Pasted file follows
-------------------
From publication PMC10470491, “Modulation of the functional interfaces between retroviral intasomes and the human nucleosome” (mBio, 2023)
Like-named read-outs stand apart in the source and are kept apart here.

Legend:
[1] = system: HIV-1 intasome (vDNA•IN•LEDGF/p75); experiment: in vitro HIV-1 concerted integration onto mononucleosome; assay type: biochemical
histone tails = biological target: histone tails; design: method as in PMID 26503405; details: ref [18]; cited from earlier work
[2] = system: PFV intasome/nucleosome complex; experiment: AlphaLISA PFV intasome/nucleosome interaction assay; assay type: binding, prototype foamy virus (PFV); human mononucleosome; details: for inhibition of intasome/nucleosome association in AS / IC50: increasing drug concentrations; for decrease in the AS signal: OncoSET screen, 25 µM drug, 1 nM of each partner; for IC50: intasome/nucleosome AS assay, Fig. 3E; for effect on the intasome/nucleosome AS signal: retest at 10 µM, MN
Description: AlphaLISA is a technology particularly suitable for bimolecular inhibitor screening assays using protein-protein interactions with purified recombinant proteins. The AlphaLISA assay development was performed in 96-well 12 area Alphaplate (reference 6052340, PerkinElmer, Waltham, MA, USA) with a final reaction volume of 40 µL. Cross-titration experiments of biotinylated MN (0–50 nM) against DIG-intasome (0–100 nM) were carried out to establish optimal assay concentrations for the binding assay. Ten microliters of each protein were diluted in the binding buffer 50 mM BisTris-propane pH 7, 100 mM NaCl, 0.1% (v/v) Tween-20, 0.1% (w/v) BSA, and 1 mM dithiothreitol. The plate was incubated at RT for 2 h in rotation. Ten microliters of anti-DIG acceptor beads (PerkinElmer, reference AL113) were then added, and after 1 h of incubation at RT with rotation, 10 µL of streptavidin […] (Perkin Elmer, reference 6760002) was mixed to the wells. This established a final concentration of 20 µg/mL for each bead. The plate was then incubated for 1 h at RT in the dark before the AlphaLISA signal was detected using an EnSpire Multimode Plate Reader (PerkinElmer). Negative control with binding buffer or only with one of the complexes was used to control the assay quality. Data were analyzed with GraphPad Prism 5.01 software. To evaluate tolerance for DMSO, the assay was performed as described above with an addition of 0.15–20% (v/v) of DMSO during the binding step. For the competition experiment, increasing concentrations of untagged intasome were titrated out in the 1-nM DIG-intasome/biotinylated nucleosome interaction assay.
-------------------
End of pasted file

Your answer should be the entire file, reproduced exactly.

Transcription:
From publication PMC10470491, “Modulation of the functional interfaces between retroviral intasomes and the human nucleosome” (mBio, 2023)
Like-named read-outs stand apart in the source and are kept apart here.

Legend:
[1] = system: HIV-1 intasome (vDNA•IN•LEDGF/p75); experiment: in vitro HIV-1 concerted integration onto mononucleosome; assay type: biochemical
histone tails = biological target: histone tails; design: method as in PMID 26503405; details: ref [18]; cited from earlier work
[2] = system: PFV intasome/nucleosome complex; experiment: AlphaLISA PFV intasome/nucleosome interaction assay; assay type: binding, prototype foamy virus (PFV); human mononucleosome; details: for inhibition of intasome/nucleosome association in AS / IC50: increasing drug concentrations; for decrease in the AS signal: OncoSET screen, 25 µM drug, 1 nM of each partner; for IC50: intasome/nucleosome AS assay, Fig. 3E; for effect on the intasome/nucleosome AS signal: retest at 10 µM, MN
Description: AlphaLISA is a technology particularly suitable for bimolecular inhibitor screening assays using protein-protein interactions with purified recombinant proteins. The AlphaLISA assay development was performed in 96-well 12 area Alphaplate (reference 6052340, PerkinElmer, Waltham, MA, USA) with a final reaction volume of 40 µL. Cross-titration experiments of biotinylated MN (0–50 nM) against DIG-intasome (0–100 nM) were carried out to establish optimal assay concentrations for the binding assay. Ten microliters of each protein were diluted in the binding buffer 50 mM BisTris-propane pH 7, 100 mM NaCl, 0.1% (v/v) Tween-20, 0.1% (w/v) BSA, and 1 mM dithiothreitol. The plate was incubated at RT for 2 h in rotation. Ten microliters of anti-DIG acceptor beads (PerkinElmer, reference AL113) were then added, and after 1 h of incubation at RT with rotation, 10 µL of streptavidin […] (Perkin Elmer, reference 6760002) was mixed to the wells. This established a final concentration of 20 µg/mL for each bead. The plate was then incubated for 1 h at RT in the dark before the AlphaLISA signal was detected using an EnSpire Multimode Plate Reader (PerkinElmer). Negative control with binding buffer or only with one of the complexes was used to control the assay quality. Data were analyzed with GraphPad Prism 5.01 software. To evaluate tolerance for DMSO, the assay was performed as described above with an addition of 0.15–20% (v/v) of DMSO during the binding step. For the competition experiment, increasing concentrations of untagged intasome were titrated out in the 1-nM DIG-intasome/biotinylated nucleosome interaction assay.